Any ideas? Unfortunately I don't know enough about FTP internals here to make a firm diagnosis. Could this be something server-side? Related to the FTP server?

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2 Answers 2

up vote 11 down vote accepted

This could be a number of things, but your friend's suggestion would be worthwhile.

Try ftpClient.enterLocalPassiveMode(); to see if it helps.

I would also suggest to put the disconnect in the finally block so that it never leaves a connection out there.

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Only thing that may not make sense with my answer is why this works sometimes. –  tjg184 Mar 14 '12 at 17:31
Exactly! And not just sometimes...it works about 99.9% of the time! Thats why I feel like this is a server-side issue...thanks for the suggestions though I will try them both! –  IAmYourFaja Mar 14 '12 at 17:45
Out of curiosity, whats the real difference between passive/active? My understanding is that, under active, its the server that initiates the connection. Is that the gist of it? –  IAmYourFaja Mar 14 '12 at 17:50
In short, passive mode makes the client initiate the connections. It's frequently used with firewalls. slacksite.com/other/ftp.html –  tjg184 Mar 14 '12 at 17:56
Ehhh, I tried them, it deployed and looks like it died after working for about 20 minutes (and processing about 16 files along the way). No noticeable difference in the loadables/ directory or the types of files it was processing when it hung. –  IAmYourFaja Mar 14 '12 at 18:31

Yesterday, I didn't sleep but I think I solved the problem.

You can increase the buffer size with FTPClient.setBufferSize();

 * Download encrypted and configuration files.
 * @throws SocketException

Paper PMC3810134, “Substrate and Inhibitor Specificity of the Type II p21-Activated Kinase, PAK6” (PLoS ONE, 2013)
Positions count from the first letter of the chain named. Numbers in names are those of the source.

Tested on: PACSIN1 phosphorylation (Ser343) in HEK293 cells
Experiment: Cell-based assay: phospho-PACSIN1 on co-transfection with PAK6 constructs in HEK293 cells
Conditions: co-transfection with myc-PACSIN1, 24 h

* @throws IOException
public void downloadDataFiles(String destDir) throws SocketException,
        IOException {

    String filename;
    this.ftpClient.login(ftpUser, ftpPass);

    /* CHECK NEXT 4 Methods (included the commented) 
    *  they were very useful for me!
    *  and icreases the buffer apparently solve the problem!!
    //  ftpClient.addProtocolCommandListener(new PrintCommandListener(new PrintWriter(System.out), true));
    log.debug("Buffer Size:" + ftpClient.getBufferSize());
    this.ftpClient.setBufferSize(1024 * 1024);
    log.debug("Buffer Size:" + ftpClient.getBufferSize());

     *  get Files to download
    FTPFile[] ftpFiles = ftpClient

     * Download files
    for (FTPFile ftpFile : ftpFiles) {

        // Check if FTPFile is a regular file           
        if (ftpFile.getType() == FTPFile.FILE_TYPE) {

            filename = ftpFile.getName();

            // Download file from FTP server and save
            fos = new FileOutputStream(destDir + filename);

            //I don't know what useful are these methods in this step
            // I just put it for try

                    DefaultValuesGenerator.LINPAC_ENC_DIRPATH + filename,

                fos.close();                }
    if (fos != null) {

I hope that this code could be usefull for someone!

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It was very useful to me, so thanks! The important line is this.ftpClient.setBufferSize(1024 * 1024); –  Bambax Nov 21 '13 at 17:47